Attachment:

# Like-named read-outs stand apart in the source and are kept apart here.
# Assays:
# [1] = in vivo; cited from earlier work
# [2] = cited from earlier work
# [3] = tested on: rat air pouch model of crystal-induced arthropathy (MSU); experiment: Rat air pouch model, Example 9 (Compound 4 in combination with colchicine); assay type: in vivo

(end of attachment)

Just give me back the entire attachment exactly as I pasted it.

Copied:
# Like-named read-outs stand apart in the source and are kept apart here.
# Assays:
# [1] = in vivo; cited from earlier work
# [2] = cited from earlier work
# [3] = tested on: rat air pouch model of crystal-induced arthropathy (MSU); experiment: Rat air pouch model, Example 9 (Compound 4 in combination with colchicine); assay type: in vivo